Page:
Paris Hilton: I'm a Businesswoman, Not a Reality TV Star

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Christine Hahn/Harper’s Bazaar

Meet Paris Hilton 2.0.

Love her or hate her, there’s no denying Hilton is one of the savviest stars of her generation. Using her status as a hotel heiress, she became a jet-setting socialite, eventually scoring her own reality series, The Simple Life, which ran for five seasons from 2003 to 2007. Her arrests, breakups and conflicts made headlines for years, all while Hilton furthered her fame with MTV’s Paris Hilton’s My New BFF (and its two international spinoffs) and Oxygen’s The World According to Paris. Since then, Hilton has worked hard to move past the image she perpetuated.

“I want to be known as a businesswoman. I don’t want to be known as a reality TV star; I don’t like the way that sounds,” Hilton, who’s worth an estimated $100 million, tells Harper’s Bazaar. As for her party girl past, she says, “I have really grown past that. Now I mostly focus on my empire and my brand, rather than everything else that comes with the reality star kind of life.”

Hilton knew how to market herself long before it became the norm. “When I moved to New York as a teenager I would just party all the time, but now people think I am actually smart because I have parlayed that into a very lucrative business,” she says proudly. “With partying, no one had ever been paid to go to a party. I was the first one to kind of invent that in Las Vegas at 20 years old. Back in the day, a DJ would maybe get $200 and they would be hidden in a DJ booth. Now they are headliners, making millions of dollars—the whole attraction is them.”

As Hilton tells it, “I saw that coming before it was actually happening.”

Hilton found fame (or fame found her) before the advent of social media, so she can appreciate that people now do so in unconventional ways. “Nowadays it’s so much easier for anybody to become something. These kids could literally be on their iPhone from their bedroom and film a video or take a picture and become viral sensations. Back then, we didn’t have anything. We were just getting MySpace,” Hilton, 35, says. “There was no Facebook, Instagram or Snapchat.”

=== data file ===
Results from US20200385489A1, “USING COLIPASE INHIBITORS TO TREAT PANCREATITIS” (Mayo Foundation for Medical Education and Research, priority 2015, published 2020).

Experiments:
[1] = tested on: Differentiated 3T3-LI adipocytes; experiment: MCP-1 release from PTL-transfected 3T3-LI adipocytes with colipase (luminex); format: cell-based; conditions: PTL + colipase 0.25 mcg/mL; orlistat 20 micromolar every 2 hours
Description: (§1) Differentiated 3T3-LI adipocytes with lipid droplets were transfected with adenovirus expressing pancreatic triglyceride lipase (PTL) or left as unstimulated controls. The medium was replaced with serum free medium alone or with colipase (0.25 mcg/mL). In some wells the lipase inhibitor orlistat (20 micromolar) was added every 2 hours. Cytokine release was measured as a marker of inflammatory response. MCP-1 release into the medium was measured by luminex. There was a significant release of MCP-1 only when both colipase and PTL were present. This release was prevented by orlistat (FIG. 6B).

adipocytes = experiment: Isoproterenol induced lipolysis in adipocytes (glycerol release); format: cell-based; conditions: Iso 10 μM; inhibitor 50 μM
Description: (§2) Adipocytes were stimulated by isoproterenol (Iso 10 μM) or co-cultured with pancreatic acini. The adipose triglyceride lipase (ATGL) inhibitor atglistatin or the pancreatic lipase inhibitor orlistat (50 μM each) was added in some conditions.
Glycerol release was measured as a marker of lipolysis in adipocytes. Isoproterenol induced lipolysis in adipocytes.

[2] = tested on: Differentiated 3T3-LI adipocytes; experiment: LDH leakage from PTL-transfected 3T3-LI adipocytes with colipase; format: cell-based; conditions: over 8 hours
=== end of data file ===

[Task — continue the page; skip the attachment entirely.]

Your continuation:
With her focus always on the future, Hilton began thinking about her second act some years ago. “For a long time I didn’t know what I wanted. I just felt like this kid who was never going to grow up, but now I feel like I have,” she says. “I have had so many adversities against me and people who have not wanted me to succeed in certain areas, but I am proving people wrong all the time. I want to be a role model for young women who want to be an entrepreneur like me.”

Hilton knows some people will scoff at that notion that she can inspire the everywoman, given her affluent upbringing. “Every dollar I have ever made, I have made myself,” she counters. “Yes, I feel very lucky to have come from a privileged family, but I have done it all on my own.”

“For beautiful women, people don’t look past that to see they are actually intelligent as well. I love proving people wrong. It’s my favorite thing. They always say, ‘Wow—I really had no clue.'”

Hilton still makes occasional club appearances (she’s also a DJ), but those days are mostly behind her. Now that she’s in her mid-thirties, she tells Harper’s Bazaar, “I spend my time working rather than just enjoying myself and being on vacation. I am very focused on my business and when you live in that mind frame, you can stay away from the trashy tabloids.”

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